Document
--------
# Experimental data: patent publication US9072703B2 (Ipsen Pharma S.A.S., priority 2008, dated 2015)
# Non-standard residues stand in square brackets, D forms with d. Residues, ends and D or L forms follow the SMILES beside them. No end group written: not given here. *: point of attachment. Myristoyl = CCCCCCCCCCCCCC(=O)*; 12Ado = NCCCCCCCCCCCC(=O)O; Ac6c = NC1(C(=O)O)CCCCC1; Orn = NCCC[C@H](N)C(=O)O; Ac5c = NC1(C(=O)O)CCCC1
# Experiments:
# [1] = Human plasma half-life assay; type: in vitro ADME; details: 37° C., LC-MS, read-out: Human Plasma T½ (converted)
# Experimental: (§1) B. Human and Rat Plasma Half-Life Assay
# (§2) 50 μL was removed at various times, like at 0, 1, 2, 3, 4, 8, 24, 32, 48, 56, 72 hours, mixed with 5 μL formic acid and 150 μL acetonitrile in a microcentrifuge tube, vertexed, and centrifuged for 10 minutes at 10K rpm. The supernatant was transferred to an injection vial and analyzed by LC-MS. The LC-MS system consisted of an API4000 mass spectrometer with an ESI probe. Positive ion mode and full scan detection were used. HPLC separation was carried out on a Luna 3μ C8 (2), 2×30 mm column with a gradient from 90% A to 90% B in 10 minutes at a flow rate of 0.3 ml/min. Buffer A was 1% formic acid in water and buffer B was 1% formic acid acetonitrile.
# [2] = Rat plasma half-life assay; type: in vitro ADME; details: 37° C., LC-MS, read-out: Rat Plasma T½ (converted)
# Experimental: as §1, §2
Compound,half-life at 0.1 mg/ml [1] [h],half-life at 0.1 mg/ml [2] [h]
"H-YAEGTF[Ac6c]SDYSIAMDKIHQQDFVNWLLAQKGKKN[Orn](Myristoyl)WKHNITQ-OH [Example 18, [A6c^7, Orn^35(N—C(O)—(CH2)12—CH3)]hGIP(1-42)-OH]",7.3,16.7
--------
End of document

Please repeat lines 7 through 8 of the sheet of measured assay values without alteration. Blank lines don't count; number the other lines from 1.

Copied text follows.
# [2] = Rat plasma half-life assay; type: in vitro ADME; details: 37° C., LC-MS, read-out: Rat Plasma T½ (converted)
# Experimental: as §1, §2